If you want a 5 minute introduction to Tokyo, head straight to the Shibuya Crossing. Thousands of people (up to 45,000 in a 30 minute period) – cross at a time, coming from all directions but remarkably, it’s orderly like everything else in Japan. There’s no pushing and everyone is polite as all manage to dodge each other , well….. except for all those tourists that get scrambled in the middle while trying to take selfies ….
There is also the Kawaii, meaning “cute” or “childlike”, culture in Japan. The term is used for the phenomenon of Japanese obsession with cute characters, toys, foods, games, and fashion. This affinity for kawaii, mostly from Japanese women has grown at a tremendous rate over the past three decades and has become an integral part of Japanese society attracting a fair share of criticism. Some women, such as the wife of Japan’s prime minister said in a recent interview “Japan’s women are being held back by pressure from men to be cute, rather than capable.
We’ve seen many young women walking “pigeon- toed” (which at first we though was due to a medical condition) on purpose,purely because they beleive it is cute!
It would appear that the physical appearance of being weak, submissive, childish, helpless and some times dumb, is very appealing to some Japanese men ….
KON’NICHIWA TŌKYŌ from SAMt & Bike Without Borders on Vimeo.
Five years after the Tsunami hit the east coast of Japan , the area still faces a long road to recovery. Entire towns were obliterated in a matter of minutes meaning that many places had to endure years of debris clearance before a single new building could be reconstructed. After spending years cleaning, the workers are now busy raising the ground level several meters. You can see truck after truck bringing fill dirt and cranes working everywhere you look.
If there is one thing we have learnt about the Japanese culture in the short time we’ve been here it’s their resilience and resolve and their ability to work together to reach one common goal. They really are quite remarkable how they can reach a consensus so quickly, move on, and get the job done.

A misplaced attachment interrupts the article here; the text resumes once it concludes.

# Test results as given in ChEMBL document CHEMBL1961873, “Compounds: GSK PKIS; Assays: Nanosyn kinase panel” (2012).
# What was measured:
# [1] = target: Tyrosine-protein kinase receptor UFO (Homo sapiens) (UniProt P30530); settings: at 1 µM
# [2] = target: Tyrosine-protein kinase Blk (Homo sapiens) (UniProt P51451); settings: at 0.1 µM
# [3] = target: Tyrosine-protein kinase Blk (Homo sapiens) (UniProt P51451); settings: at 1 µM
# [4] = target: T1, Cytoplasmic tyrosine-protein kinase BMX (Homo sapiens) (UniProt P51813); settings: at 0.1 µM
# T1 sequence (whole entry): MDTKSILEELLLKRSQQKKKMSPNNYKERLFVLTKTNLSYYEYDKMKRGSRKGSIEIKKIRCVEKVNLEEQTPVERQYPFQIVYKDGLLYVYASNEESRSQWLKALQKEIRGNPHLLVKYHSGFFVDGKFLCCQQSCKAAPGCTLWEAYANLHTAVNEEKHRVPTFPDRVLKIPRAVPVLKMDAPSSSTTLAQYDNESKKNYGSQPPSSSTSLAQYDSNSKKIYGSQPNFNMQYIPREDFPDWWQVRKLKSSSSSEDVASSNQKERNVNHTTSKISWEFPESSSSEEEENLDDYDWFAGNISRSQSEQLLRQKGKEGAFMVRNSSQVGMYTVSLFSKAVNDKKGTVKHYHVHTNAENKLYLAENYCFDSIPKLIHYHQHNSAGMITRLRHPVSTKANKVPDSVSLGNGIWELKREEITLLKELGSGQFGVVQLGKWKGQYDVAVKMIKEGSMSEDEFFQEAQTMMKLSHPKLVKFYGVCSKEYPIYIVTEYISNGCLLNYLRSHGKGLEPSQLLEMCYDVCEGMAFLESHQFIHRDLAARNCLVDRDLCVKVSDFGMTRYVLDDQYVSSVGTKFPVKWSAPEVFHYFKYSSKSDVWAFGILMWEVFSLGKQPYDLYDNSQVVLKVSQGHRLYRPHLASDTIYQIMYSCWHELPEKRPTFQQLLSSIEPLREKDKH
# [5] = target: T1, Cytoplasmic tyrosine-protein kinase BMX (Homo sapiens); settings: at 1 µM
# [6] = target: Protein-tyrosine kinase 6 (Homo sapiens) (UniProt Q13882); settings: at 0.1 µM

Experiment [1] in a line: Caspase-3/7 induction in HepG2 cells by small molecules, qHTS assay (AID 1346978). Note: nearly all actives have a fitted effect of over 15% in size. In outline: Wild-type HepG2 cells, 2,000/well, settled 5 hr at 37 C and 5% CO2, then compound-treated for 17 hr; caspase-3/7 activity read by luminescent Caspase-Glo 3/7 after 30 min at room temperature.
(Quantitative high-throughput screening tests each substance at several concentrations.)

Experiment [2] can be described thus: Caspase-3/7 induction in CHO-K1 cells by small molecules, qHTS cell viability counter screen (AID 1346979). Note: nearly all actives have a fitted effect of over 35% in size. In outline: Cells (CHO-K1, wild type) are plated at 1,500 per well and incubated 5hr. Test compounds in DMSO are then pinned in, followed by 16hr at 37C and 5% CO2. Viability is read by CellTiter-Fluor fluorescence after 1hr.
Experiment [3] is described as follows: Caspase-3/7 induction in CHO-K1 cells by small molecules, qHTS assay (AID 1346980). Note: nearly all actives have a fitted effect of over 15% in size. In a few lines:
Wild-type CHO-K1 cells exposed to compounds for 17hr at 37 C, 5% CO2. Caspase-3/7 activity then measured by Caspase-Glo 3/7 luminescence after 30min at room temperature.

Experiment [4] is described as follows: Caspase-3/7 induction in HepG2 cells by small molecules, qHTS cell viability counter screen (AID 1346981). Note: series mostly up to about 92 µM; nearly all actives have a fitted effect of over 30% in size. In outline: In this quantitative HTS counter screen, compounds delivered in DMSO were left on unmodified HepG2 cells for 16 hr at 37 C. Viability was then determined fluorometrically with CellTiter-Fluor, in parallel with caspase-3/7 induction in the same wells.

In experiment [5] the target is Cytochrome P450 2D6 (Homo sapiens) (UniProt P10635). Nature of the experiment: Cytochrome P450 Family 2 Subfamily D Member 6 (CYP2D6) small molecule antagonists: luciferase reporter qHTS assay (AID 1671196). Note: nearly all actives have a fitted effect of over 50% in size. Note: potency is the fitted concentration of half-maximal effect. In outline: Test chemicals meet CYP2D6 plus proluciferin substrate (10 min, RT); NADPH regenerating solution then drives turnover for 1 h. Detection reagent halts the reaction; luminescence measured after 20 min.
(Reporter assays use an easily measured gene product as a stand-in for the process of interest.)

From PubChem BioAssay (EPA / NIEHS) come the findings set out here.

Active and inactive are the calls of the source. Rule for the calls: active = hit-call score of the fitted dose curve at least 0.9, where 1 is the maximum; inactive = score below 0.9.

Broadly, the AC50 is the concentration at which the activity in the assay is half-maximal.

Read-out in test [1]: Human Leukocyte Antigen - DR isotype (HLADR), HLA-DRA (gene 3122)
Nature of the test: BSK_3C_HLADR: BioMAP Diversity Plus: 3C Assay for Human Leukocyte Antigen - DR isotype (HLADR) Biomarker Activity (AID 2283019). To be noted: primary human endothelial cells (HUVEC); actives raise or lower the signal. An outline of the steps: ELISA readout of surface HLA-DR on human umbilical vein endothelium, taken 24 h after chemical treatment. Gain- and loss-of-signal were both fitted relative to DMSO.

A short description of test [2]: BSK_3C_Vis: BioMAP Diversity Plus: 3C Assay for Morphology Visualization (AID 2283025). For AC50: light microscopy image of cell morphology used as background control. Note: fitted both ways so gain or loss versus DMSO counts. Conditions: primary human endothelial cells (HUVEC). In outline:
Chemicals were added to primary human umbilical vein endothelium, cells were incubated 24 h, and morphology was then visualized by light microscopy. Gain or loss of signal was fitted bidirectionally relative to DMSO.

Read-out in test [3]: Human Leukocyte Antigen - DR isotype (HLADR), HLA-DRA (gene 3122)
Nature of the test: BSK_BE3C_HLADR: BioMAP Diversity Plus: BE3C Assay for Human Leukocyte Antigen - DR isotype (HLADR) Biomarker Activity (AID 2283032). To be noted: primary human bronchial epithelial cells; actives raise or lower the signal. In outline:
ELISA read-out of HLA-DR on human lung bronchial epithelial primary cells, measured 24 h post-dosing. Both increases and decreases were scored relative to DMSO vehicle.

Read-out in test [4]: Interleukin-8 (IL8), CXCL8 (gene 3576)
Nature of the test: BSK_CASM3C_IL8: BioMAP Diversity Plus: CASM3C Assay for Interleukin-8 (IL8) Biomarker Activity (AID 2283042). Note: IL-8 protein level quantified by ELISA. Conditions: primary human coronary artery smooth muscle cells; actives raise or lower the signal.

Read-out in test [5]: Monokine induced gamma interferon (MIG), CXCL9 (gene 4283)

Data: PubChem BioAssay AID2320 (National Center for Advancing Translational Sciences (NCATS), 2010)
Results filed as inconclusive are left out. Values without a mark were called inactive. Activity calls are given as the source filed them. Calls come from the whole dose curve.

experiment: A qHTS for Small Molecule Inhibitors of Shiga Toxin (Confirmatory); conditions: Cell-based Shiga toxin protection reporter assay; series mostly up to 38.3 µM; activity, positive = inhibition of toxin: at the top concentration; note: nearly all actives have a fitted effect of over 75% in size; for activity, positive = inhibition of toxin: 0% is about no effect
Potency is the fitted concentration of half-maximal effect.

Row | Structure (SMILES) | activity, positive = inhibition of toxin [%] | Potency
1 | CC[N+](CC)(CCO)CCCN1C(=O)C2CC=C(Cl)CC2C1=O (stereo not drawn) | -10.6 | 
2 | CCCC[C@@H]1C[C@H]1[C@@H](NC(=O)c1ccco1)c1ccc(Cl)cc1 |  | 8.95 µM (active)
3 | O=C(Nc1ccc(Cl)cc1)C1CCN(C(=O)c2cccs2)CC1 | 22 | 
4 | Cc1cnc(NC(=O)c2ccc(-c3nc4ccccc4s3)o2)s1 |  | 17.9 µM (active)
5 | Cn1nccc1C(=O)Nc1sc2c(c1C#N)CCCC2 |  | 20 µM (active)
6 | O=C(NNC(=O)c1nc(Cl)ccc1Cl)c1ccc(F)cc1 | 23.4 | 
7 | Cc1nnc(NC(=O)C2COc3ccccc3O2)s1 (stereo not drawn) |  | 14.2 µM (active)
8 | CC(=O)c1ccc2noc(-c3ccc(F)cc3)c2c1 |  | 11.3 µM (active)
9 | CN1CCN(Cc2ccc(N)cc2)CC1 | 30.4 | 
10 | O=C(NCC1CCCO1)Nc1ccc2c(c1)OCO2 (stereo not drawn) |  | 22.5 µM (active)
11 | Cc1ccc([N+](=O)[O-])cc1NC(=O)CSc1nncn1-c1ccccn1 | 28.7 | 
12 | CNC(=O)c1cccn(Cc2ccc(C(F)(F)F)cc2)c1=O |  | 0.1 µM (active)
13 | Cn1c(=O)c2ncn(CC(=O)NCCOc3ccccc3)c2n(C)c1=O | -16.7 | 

JAPAN ROAD TO RECOVERY from SAMt & Bike Without Borders on Vimeo.
To everyone’s delight, cherry blossoms in Japan are now just blooming!
We went for a walk on Sunday to a park in Tokyo and we were overwhelmed by the number of families and friends that were gathering for the highly anticipated, centuries-old tradition of hanami (cherry blossom-viewing).
But the meaning of cherry blossoms in Japan goes deeper, and makes the country’s national flower a cultural icon well known around the world not just for its breath taking beauty, but for its enduring expression of life, death and renewal.
Tied to the Buddhist themes of mortality, mindfulness and living in the present, Japanese cherry blossoms are a timeless metaphor for human existence. Blooming season is powerful, glorious and intoxicating, but tragically short-lived — a visual reminder that our lives, too, are fleeting.
Although we do not identify ourselves with any religion , we certainly do advocate the reminder!
Blog video 100 from SAMt & Bike Without Borders on Vimeo.